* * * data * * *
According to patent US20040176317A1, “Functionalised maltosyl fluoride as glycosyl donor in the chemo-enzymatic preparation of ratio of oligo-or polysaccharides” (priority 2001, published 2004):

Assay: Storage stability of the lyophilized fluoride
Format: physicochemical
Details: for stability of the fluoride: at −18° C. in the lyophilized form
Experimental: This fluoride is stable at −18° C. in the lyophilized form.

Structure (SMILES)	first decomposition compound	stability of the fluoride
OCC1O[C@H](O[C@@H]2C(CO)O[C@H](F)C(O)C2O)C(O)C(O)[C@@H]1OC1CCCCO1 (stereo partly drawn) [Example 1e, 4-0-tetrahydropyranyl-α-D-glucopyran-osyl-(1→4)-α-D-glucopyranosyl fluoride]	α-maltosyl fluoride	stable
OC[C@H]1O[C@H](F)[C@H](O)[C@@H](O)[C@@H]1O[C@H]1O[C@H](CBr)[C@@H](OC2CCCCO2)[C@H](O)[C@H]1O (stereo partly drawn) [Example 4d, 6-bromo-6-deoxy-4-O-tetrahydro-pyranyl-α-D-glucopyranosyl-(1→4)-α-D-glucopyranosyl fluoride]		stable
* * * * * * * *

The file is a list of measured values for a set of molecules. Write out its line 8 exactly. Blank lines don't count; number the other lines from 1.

OC[C@H]1O[C@H](F)[C@H](O)[C@@H](O)[C@@H]1O[C@H]1O[C@H](CBr)[C@@H](OC2CCCCO2)[C@H](O)[C@H]1O (stereo partly drawn) [Example 4d, 6-bromo-6-deoxy-4-O-tetrahydro-pyranyl-α-D-glucopyranosyl-(1→4)-α-D-glucopyranosyl fluoride]		stable